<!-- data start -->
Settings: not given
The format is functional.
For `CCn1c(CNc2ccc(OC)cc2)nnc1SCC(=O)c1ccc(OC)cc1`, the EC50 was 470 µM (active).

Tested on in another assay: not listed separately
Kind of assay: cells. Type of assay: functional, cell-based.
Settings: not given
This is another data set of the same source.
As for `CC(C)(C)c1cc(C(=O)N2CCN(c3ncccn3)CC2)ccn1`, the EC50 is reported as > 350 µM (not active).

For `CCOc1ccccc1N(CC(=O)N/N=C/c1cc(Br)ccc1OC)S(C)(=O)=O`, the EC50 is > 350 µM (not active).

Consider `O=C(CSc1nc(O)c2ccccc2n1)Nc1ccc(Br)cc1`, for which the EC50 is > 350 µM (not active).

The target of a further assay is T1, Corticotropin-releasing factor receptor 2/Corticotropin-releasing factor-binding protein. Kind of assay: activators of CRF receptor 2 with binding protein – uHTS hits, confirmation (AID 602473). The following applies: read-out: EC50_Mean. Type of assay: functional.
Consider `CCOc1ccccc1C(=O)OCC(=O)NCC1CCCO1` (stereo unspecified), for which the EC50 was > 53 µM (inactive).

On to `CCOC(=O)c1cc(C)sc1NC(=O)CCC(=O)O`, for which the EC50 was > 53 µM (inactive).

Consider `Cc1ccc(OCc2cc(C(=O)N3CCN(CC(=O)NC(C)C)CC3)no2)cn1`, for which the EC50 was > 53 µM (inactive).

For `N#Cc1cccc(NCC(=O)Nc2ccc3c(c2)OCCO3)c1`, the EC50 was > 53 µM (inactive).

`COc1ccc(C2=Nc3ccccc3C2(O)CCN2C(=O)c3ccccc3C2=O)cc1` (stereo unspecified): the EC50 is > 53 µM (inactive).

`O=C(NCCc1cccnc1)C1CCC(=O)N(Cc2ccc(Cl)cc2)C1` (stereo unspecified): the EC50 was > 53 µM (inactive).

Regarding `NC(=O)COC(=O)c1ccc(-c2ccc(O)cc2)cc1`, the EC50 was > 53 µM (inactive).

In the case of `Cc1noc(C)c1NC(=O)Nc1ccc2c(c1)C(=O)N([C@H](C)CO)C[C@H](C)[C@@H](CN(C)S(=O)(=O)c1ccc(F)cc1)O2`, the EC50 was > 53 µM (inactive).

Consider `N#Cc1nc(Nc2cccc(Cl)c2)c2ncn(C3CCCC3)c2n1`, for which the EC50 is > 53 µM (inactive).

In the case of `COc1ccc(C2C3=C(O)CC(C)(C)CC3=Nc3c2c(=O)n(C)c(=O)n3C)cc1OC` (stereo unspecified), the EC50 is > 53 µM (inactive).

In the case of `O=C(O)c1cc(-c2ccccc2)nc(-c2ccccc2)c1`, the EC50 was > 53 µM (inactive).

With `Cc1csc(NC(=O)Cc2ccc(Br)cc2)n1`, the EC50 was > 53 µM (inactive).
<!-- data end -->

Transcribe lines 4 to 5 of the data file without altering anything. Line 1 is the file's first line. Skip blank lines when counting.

Tested on in another assay: not listed separately
Kind of assay: cells. Type of assay: functional, cell-based.